A Windows player 9.0 is far better than the old versions of windows player in terms features and playback quality. It has an improved look and better media management skills. It comes in two versions (98/2000/Me version and the XP edition ) Version for XP has the most attractive features but no longer available for download at the Microsoft website though you could use this link to still get it http://www.oldversion.com/download/wmp9xp.
exe . Both versions are relatively a few MBs and will take approximately 40 seconds to download over a cable modem after which installation is just a walk over; the wizard does most of the work.
Importing songs from CDs is as simple as inserting a disc and clicking the Copy button. Windows Media Player automatically grabs all the tagging information if you have an online connection.
When you start Windows Media Player 9.0 for the first time, you'll be asked to specify whether you want copy protection on or off. If you choose to activate this feature, you can rip CDs to secure Windows Media files only, meaning that the songs can be played on only your computer and can't be copied.
Version 9.0 builds on the standard interface of its predecessors, but you can now shrink the player so that controls appear on the Windows taskbar. You can also access videos, album info, or eye-candy visualizations from an optional window that's nice for background work. If you like, you can view visualizations and videos on the full screen. Many of the new features in Media Player 9.0 are designed to make organizing, managing, and playing your libraries of ripped CD tracks, downloaded music, and videos easier. Auto Playlists, which work off your songs' ID3 tags to create lists of music, let you easily switch up your tunes depending on your mood. For example, you can create playlists of tracks that you generally listen to at night or put together the best songs for road trips. Like Apple iTunes, Windows Media Player 9.0 lets you rate songs on a one- to five-star scale, so you can create automatic playlists made of your favorite tunes. The program even remembers which songs you play often and which you hardly play at all, and it automatically organizes your library based on those preferences.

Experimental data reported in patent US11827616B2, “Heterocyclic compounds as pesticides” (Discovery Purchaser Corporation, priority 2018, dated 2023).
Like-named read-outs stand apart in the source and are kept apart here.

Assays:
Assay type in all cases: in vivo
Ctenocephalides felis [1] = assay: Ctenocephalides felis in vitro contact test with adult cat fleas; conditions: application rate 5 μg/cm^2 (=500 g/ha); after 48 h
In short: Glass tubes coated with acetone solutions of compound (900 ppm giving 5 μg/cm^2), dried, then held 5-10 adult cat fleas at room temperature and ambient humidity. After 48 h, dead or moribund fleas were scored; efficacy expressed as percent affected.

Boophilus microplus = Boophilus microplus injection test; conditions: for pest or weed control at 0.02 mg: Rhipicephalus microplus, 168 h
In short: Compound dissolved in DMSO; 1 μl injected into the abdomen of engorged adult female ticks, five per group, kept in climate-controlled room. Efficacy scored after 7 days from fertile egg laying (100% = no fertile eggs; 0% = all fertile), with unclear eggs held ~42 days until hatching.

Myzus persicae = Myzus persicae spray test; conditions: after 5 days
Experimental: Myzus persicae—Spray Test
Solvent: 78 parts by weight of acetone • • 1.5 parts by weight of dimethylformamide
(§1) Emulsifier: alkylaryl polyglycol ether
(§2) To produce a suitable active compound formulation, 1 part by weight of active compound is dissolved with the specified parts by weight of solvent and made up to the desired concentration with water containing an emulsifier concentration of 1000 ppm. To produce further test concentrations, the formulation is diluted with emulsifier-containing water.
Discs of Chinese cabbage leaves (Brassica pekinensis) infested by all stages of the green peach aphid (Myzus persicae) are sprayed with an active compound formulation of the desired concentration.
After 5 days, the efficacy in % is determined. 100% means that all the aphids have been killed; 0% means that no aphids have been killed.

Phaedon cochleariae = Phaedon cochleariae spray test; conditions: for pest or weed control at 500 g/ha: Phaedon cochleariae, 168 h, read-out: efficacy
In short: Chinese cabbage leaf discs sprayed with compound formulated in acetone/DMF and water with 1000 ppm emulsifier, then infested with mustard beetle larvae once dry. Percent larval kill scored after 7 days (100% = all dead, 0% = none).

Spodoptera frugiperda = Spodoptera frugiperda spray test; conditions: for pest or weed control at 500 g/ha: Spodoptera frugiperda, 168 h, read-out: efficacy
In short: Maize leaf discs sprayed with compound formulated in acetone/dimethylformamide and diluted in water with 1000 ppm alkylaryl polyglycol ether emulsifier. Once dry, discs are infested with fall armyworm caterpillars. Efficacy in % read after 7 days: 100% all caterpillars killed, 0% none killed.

Version 9.0 offers links to a variety of streaming-content options. Can't seem to keep tabs on all your tracks? Windows Media Player 9.0 makes it easier to manage libraries of ripped CD songs, downloaded music, and videos. For example, when you delete a media file from the library, you can choose to have it removed from your hard drive at the same time. You can also rename batches of tracks ripped from Unknown Album by Unknown Artist, using information automatically grabbed from the Internet.
Tthe advanced tag editor, lets you view and edit more than 35 fields of info, so you can add photos, videos, and even synchronized lyrics.
This edition of Media Player comes populated with a variety of Auto Playlists for grouping your music according to your mood. If you use an older OS, you'll enjoy the Smart Jukebox features, but the cool features such as the advanced tag editor, the ability to add lyrics to a file and synchronize them with a playing song, Video CD playback, autoplaylists, volume leveling, and cross-fading--are available in only the XP version.
Windows Media Player 9.0 loads more quickly than its predecessor (especially for streaming media)and crunches native Windows Media formats so that they're smaller and sound smoother. A link from this Options panel brings you to a Web page selling third-party MP3-encoding plug-ins.
Version 9.0 imports music from CDs into only WMA files and deliberately leaves holes for plug-in vendors to fill. A link on one of the Options panel brings you to a Web page offering MP3 plug-ins, but both options cost $9.95. The trade-off for free software has always been lousy support. Here, you're limited to help files and online forums.